The Regal nightclub changing names, going country
The Aspen Times
The title and message of a 1994 radio hit recorded by Alan Jackson says it all.
The Regal nightclub, formerly known as the Regal Watering Hole, has “gone country” — back to its roots, given that several years ago the bar had a country theme and was called Shooters.
Scott and Carly Weber owned and operated the nightspot over the past few years, providing a haven for lovers of energetic, DJ-mixed dance music. The new owners of the underground bar, located near the corner of South Galena Street and East Hyman Avenue, are Andrew Sandler and Dean Slover, who also are partners in the East Hopkins Avenue bar Bootsy Bellows.
They plan to unveil the new country-themed nightspot on Oct. 17. It will be called Whiskey Rush. Scott Weber will be involved as a minority partner.
“We bought the business from Scott,” Slover said. “He wanted to be involved in some way because he liked what we were doing.”
Slover said the space gradually will undergo a light remodel before the winter ski season. The cavernous dance-club look will be softened up a bit, he said.
Changes planned for the interior of Whiskey Rush will have to wait, he said, until after the current remodel job at Bootsy Bellows is finished. Bootsy Bellows closed for the offseason in early September and will reopen in mid-November as a nightclub without dinner fare.
“We’re turning it into a country bar,” Slover said of the transformation of The Regal into Whiskey Rush. “We already have Bootsy Bellows, and we don’t want to compete with ourselves. I think there’s a real need for a country bar in Aspen. I guess ‘Gone Country’ would be a good song for us to play. We will have DJs spinning country tunes.”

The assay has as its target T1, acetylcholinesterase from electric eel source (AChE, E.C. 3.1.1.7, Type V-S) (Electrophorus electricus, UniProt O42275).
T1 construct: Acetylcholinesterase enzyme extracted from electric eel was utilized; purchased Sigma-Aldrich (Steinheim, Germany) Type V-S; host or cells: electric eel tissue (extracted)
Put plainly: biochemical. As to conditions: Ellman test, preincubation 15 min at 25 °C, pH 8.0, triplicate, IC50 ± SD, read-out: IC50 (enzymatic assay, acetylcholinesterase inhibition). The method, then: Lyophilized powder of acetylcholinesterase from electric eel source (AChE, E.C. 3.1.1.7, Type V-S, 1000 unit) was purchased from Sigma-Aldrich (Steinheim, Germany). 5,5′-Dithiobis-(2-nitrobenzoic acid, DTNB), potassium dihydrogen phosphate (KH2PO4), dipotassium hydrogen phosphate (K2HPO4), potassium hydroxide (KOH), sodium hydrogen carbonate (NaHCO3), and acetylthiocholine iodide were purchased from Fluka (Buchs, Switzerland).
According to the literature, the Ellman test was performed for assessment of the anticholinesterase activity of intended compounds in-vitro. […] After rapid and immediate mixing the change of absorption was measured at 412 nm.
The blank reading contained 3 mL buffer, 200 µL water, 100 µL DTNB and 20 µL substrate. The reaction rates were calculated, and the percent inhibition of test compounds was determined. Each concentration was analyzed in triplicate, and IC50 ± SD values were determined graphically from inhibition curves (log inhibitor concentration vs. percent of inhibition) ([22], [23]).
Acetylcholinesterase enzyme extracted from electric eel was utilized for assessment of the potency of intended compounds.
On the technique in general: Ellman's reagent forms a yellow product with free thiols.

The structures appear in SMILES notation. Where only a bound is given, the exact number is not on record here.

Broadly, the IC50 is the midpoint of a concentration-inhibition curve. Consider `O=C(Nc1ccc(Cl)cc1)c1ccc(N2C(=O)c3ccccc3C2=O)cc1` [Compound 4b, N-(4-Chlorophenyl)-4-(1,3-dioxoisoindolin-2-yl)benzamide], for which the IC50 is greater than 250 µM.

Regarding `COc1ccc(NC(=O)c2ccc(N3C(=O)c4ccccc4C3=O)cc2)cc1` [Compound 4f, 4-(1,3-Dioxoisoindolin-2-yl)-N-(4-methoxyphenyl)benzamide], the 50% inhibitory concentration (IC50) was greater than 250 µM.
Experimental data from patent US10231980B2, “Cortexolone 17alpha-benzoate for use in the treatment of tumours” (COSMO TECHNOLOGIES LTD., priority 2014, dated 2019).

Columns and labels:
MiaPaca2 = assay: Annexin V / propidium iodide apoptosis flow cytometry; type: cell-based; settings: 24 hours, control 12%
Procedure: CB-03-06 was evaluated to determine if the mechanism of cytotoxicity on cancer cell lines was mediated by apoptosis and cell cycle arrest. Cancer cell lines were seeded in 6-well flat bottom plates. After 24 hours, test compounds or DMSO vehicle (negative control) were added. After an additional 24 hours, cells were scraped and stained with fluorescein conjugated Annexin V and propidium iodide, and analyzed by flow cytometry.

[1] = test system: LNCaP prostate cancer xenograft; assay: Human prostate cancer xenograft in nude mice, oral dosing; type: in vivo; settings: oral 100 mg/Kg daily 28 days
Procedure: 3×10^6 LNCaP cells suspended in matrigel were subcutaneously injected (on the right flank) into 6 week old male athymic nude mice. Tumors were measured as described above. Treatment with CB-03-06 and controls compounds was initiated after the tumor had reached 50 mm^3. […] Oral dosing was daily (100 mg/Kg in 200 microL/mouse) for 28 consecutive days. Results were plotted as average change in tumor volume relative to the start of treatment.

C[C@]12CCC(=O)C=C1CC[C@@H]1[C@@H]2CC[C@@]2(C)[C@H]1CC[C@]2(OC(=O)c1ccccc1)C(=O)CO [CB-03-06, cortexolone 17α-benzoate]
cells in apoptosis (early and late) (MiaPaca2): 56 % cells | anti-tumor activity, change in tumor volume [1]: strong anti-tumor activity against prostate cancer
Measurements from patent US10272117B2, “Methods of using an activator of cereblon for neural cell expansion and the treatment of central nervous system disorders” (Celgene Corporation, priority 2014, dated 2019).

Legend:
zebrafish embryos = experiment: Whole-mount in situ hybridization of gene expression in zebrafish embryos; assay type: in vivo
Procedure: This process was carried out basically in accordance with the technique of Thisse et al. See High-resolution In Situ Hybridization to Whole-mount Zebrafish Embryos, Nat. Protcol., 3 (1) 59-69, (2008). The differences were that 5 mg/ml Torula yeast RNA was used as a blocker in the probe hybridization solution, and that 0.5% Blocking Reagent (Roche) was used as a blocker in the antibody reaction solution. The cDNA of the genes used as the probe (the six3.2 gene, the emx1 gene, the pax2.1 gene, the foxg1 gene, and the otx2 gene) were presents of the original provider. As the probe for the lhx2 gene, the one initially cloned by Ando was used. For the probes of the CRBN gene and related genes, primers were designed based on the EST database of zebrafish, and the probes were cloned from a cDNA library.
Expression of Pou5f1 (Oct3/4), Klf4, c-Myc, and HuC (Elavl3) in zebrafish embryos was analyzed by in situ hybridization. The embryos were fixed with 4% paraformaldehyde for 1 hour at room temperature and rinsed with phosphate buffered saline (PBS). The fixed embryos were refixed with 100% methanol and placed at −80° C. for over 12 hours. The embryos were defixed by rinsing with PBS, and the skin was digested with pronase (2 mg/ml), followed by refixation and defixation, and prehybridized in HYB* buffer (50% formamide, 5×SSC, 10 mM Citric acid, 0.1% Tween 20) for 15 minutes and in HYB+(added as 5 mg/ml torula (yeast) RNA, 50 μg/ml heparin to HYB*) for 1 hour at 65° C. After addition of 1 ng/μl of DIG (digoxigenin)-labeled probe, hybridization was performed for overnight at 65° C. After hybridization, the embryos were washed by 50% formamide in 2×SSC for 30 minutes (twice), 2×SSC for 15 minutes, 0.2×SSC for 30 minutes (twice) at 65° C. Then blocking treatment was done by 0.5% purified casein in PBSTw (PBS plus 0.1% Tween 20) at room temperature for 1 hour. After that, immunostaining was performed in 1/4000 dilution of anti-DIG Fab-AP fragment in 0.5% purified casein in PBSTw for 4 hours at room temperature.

The name Whiskey Rush is a nod to the preferred alcoholic beverage of country-music fans and Aspen’s silver-rush mining history, Slover said.
Daniel Fukuba, who has worked for Sandler and Slover at Bootsy Bellows, will manage Whiskey Rush.
Other changes for the spot will happen over time, Slover said. There are no plans for a food operation.
“I’m excited,” Slover said. “I love the location and everything about it. Everybody walks by there during the day. It’s also in an old, historic (Elks Club) building.”
He said the living-room-style area in the rear of the bar will remain, perhaps featuring a faux fireplace.
“We probably won’t have an actual fire in there, but we’ll have something that looks like a fireplace, with candles or something,” Slover said.
Bootsy Bellows was opened in December by a group of investors that included Hollywood actor David Arquette. Formerly marketed as “exclusive,” the club adopted a more open policy when Sandler took over the reins in the spring.
Slover said there were issues with the way Bootsy Bellows was arranged within the basement space. The bar formerly took up the middle of the space, and now it’s been moved against a wall.
“The bar’s location prevented us from making as much money as we could,” Slover said.
The fireplace was removed because it held up people from flowing into the club.
“It created a traffic nightmare,” Slover said.
He added that ceiling heights were raised. He’s ordered new furniture and chandeliers.
“I’m positive that (Bootsy Bellows) is going to be one of the nicest bars anywhere in the country,” said Slover, who added that he operates 14 other bars and restaurants, primarily in Scottsdale, Arizona, and Las Vegas.
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